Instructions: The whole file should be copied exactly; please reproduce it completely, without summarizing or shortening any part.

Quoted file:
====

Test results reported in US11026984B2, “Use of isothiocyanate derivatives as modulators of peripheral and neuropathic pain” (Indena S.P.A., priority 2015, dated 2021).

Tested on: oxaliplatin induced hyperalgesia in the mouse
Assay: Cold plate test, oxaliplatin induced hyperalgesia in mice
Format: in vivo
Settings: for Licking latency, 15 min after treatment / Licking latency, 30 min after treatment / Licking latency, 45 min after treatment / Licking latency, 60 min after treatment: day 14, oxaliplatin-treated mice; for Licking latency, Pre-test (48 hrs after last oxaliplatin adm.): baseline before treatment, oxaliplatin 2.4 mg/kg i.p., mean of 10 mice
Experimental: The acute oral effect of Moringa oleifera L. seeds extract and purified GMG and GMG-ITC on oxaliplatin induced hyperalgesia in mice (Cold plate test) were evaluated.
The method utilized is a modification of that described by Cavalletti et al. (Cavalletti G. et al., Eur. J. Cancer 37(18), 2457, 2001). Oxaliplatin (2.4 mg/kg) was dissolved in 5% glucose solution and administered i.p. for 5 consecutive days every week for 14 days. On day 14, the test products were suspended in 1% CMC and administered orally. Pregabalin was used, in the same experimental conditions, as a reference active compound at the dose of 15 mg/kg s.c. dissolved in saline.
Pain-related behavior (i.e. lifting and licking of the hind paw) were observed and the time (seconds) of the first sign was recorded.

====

Test results reported in US11026984B2, “Use of isothiocyanate derivatives as modulators of peripheral and neuropathic pain” (Indena S.P.A., priority 2015, dated 2021).

Tested on: oxaliplatin induced hyperalgesia in the mouse
Assay: Cold plate test, oxaliplatin induced hyperalgesia in mice
Format: in vivo
Settings: for Licking latency, 15 min after treatment / Licking latency, 30 min after treatment / Licking latency, 45 min after treatment / Licking latency, 60 min after treatment: day 14, oxaliplatin-treated mice; for Licking latency, Pre-test (48 hrs after last oxaliplatin adm.): baseline before treatment, oxaliplatin 2.4 mg/kg i.p., mean of 10 mice
Experimental: The acute oral effect of Moringa oleifera L. seeds extract and purified GMG and GMG-ITC on oxaliplatin induced hyperalgesia in mice (Cold plate test) were evaluated.
The method utilized is a modification of that described by Cavalletti et al. (Cavalletti G. et al., Eur. J. Cancer 37(18), 2457, 2001). Oxaliplatin (2.4 mg/kg) was dissolved in 5% glucose solution and administered i.p. for 5 consecutive days every week for 14 days. On day 14, the test products were suspended in 1% CMC and administered orally. Pregabalin was used, in the same experimental conditions, as a reference active compound at the dose of 15 mg/kg s.c. dissolved in saline.
Pain-related behavior (i.e. lifting and licking of the hind paw) were observed and the time (seconds) of the first sign was recorded.